One of the key challenges we’ve come across during this project is how to communicate a message to a group of people the size of the town of Wisbech.
It seems a universal call to action doesn’t work across every constituent arm of King’s. We’ve found that a one-size-fits-all is not applicable to a population of 33,000, nor when the groups are as diverse as young students, cynical academics and diverse professional services staff. Instead, a message tailored to the specific audience is needed.
One of the main challenging aspects of communication for this project is trying to avoid the sense that 33,000 Everyday Artists is a top-down initiative, and is instead a bottom-up movement. Unfortunately emails directly to KCL accounts give this impression. Furthermore, the tone, language and style are of crucial importance.
The various target audiences who comprise King’s have differing dispositions and characteristics so not only does the message have to be tailored towards them, but the platform of communication as well.
For students, official university emails are not read or at least not engaged with. Social media (specifically Instagram and Facebook) have been the best means of communicating to this segment of King’s. For professional services staff, email has been the most successful mode. The hardest group to crack has been academics as email does not work for them because it is viewed a chore and something additional to do.
The one thing we’ve found that applies to the entire population of King’s is that face-to-face communication goes a long way. Hearing the project from a personal angle, being able to associate it with particular faces, and having a captive audience has had a significant bearing on the engagement with and uptake of the project. This is evident in that after a lecture drop-in or staff meeting there is a sharp increase in profile uploads to the 33,000 Everyday Artists website.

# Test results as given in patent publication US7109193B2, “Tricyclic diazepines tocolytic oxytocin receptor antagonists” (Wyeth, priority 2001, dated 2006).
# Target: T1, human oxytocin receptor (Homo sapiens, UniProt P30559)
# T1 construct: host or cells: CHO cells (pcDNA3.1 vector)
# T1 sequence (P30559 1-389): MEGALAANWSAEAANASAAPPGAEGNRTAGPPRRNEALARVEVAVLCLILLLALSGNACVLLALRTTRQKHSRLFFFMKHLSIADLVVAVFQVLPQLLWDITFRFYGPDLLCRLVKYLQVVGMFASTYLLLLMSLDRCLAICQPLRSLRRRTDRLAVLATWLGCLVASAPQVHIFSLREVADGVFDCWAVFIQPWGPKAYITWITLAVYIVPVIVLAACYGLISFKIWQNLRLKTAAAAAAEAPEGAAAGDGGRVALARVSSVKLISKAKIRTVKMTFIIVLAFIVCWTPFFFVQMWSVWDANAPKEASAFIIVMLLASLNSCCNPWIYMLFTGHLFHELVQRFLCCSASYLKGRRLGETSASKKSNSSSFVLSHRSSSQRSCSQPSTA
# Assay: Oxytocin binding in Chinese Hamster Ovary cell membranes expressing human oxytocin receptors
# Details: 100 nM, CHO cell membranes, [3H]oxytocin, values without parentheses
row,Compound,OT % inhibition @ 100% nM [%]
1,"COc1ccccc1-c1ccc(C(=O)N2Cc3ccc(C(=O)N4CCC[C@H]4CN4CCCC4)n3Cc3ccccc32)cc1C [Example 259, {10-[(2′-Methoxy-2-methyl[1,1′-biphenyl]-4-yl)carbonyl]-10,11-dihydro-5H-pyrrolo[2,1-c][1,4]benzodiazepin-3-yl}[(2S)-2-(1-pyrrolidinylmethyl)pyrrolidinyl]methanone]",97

Communication has emerged to be a critical aspect of what enables and/or constrains embedding an everyday culture of creativity. More specifically:
- Audience segmentation, both in terms of message and platform, is essential.
- Although we have been wary of ‘instrumentalisation’, having some sort of incentive to attract participants (even just that it’s fun) has made a difference.
- In a large institution where there is sometimes distrust of senior management, it’s important to make your project not be seen as top-down or corporate.
Fielding (2006) argues in his book Effective Communication in Organisations that there are different levels of communication in organisations. These include: organizational; mass; small-group; interpersonal; public; and intrapersonal. Furthermore, communication is made up of the following elements: sender; receiver; message; code; medium; and channel.
Going forward with the project, or reflecting on how we might have done things differently, it is potentially worth thinking in terms of these communication ‘levels’ and ‘elements’ to gain the impact needed to harness 33,000 people.